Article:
Colonoscopy has the great advantage of early diagnosis of precancerous colonic lesions, including adenomatous polyps. Adenomatous polypoid lesions may occur anywhere throughout the colonic mucosa. Compared to the incidence rates in other portions of the colon, they are rarely seen in the cecum (8%) (3, 4). They may be broad-based or pedunculated and vary in size and may cause obstruction. Interestingly, even though the polypoid lesion in our case reached obstruction size, it did not cause any clinical sign that might be related to intestinal obstruction. Also of interest is that the major complaint of our patient was swelling and recurrent hernia of the right inguinal region.
Inguinal hernia may occur at any age. However, it is important to recall that any pathologic condition that causes increased intraabdominal pressure may cause an inguinal hernia. In our clinic, to rule out any neoplastic lesion, we routinely use ultrasonography and, if necessary, abdominal CT in older patients with inguinal hernia.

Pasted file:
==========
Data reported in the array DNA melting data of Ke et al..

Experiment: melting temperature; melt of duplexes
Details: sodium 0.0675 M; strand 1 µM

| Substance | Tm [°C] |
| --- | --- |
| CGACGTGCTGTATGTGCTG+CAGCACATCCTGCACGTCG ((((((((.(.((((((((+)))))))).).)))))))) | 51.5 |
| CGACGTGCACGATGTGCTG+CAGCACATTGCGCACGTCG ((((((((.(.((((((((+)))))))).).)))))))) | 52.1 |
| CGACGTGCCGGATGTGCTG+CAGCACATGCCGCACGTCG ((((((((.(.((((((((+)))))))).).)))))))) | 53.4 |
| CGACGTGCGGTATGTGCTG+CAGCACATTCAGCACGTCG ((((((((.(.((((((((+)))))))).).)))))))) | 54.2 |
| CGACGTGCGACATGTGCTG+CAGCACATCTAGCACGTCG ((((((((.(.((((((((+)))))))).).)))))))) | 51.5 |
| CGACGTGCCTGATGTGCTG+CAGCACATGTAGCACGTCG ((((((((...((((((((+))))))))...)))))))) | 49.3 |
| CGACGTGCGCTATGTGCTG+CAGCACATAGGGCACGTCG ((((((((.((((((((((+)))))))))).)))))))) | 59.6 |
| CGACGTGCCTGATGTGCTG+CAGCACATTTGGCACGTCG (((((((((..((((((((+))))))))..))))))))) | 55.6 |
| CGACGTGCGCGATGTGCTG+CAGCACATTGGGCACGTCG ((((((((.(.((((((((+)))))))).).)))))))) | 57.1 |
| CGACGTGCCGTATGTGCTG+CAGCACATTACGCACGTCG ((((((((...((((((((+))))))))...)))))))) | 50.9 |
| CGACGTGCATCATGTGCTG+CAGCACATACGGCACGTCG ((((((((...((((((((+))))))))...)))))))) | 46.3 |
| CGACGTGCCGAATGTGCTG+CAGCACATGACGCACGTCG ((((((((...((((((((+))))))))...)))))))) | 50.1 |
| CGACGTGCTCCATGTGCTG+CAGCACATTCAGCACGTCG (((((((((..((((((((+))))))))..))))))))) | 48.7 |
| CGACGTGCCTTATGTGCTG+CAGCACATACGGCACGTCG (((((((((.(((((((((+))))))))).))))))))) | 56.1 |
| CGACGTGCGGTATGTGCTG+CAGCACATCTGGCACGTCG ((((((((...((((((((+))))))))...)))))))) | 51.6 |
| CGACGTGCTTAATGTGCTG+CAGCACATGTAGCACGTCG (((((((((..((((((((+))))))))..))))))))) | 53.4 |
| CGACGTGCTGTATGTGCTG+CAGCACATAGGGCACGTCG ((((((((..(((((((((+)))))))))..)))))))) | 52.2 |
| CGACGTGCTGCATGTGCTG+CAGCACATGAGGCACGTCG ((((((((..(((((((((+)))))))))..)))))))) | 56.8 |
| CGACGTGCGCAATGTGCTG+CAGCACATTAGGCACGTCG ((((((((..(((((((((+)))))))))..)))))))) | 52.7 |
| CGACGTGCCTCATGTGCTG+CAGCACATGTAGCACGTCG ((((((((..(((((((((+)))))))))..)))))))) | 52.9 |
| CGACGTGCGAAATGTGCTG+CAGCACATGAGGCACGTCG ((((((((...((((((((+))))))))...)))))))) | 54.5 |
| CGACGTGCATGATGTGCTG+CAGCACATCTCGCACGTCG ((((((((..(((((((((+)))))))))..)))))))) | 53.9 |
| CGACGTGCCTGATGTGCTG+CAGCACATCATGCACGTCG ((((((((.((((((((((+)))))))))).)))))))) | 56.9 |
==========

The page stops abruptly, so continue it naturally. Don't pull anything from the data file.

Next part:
Villous adenoma may cause two important complications, namely obstruction and electrolyte imbalance. In our case, villous adenoma did not cause electrolyte imbalance or intestinal obstruction, despite its macroscopic appearance and significant dimensions. In addition to its complete histopathologic benign nature on LM examination, these were the most interesting aspects of the present case. These features of our case are not in line with previous reports (5-7).
There are some reports in the literature that indicate that local giant polyposis occurs as a consequence of chronic inflammatory bowel disease (1, 3, 8). Also, giant pseudopolyposis occurring in 10%-20% of ulcerative colitis cases mimics villous adenoma (9, 10). However, in our case, histopathological examination of the lesion did not reveal any sign of inflammatory bowel disease.
In conclusion, we believe that in older patients with inguinal hernia, presence of an intraabdominal mass should be considered. Also, villous adenomas may reach significant dimensions without causing any signs of obstruction or electrolyte imbalance and they may mimic colon carcinoma.